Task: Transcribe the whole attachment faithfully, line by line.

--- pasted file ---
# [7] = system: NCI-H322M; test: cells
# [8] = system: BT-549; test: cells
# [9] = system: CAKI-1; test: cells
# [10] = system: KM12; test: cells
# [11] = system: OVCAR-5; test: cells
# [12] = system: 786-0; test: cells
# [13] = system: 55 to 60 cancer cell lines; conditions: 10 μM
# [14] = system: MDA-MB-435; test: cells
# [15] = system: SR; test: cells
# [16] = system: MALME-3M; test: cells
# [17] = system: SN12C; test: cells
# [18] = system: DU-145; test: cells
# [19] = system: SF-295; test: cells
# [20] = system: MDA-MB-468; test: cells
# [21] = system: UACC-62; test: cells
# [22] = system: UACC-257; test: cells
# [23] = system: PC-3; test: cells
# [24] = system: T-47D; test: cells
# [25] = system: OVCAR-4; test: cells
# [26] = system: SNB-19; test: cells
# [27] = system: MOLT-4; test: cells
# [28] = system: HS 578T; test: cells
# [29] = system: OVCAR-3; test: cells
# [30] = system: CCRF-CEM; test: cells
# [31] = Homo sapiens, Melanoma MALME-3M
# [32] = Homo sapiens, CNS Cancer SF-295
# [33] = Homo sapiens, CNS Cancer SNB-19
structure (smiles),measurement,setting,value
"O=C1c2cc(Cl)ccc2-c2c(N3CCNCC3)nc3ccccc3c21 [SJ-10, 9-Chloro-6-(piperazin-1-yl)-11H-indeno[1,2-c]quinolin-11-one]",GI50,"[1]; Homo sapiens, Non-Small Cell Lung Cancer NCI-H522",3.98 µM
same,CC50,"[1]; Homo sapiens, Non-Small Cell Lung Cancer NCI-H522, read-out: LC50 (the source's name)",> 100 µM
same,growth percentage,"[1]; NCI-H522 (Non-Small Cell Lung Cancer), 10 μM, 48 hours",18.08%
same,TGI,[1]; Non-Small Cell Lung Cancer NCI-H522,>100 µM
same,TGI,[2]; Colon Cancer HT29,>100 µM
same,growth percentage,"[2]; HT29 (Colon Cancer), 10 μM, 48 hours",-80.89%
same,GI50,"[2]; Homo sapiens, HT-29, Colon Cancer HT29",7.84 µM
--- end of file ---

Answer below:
# [7] = system: NCI-H322M; test: cells
# [8] = system: BT-549; test: cells
# [9] = system: CAKI-1; test: cells
# [10] = system: KM12; test: cells
# [11] = system: OVCAR-5; test: cells
# [12] = system: 786-0; test: cells
# [13] = system: 55 to 60 cancer cell lines; conditions: 10 μM
# [14] = system: MDA-MB-435; test: cells
# [15] = system: SR; test: cells
# [16] = system: MALME-3M; test: cells
# [17] = system: SN12C; test: cells
# [18] = system: DU-145; test: cells
# [19] = system: SF-295; test: cells
# [20] = system: MDA-MB-468; test: cells
# [21] = system: UACC-62; test: cells
# [22] = system: UACC-257; test: cells
# [23] = system: PC-3; test: cells
# [24] = system: T-47D; test: cells
# [25] = system: OVCAR-4; test: cells
# [26] = system: SNB-19; test: cells
# [27] = system: MOLT-4; test: cells
# [28] = system: HS 578T; test: cells
# [29] = system: OVCAR-3; test: cells
# [30] = system: CCRF-CEM; test: cells
# [31] = Homo sapiens, Melanoma MALME-3M
# [32] = Homo sapiens, CNS Cancer SF-295
# [33] = Homo sapiens, CNS Cancer SNB-19
structure (smiles),measurement,setting,value
"O=C1c2cc(Cl)ccc2-c2c(N3CCNCC3)nc3ccccc3c21 [SJ-10, 9-Chloro-6-(piperazin-1-yl)-11H-indeno[1,2-c]quinolin-11-one]",GI50,"[1]; Homo sapiens, Non-Small Cell Lung Cancer NCI-H522",3.98 µM
same,CC50,"[1]; Homo sapiens, Non-Small Cell Lung Cancer NCI-H522, read-out: LC50 (the source's name)",> 100 µM
same,growth percentage,"[1]; NCI-H522 (Non-Small Cell Lung Cancer), 10 μM, 48 hours",18.08%
same,TGI,[1]; Non-Small Cell Lung Cancer NCI-H522,>100 µM
same,TGI,[2]; Colon Cancer HT29,>100 µM
same,growth percentage,"[2]; HT29 (Colon Cancer), 10 μM, 48 hours",-80.89%
same,GI50,"[2]; Homo sapiens, HT-29, Colon Cancer HT29",7.84 µM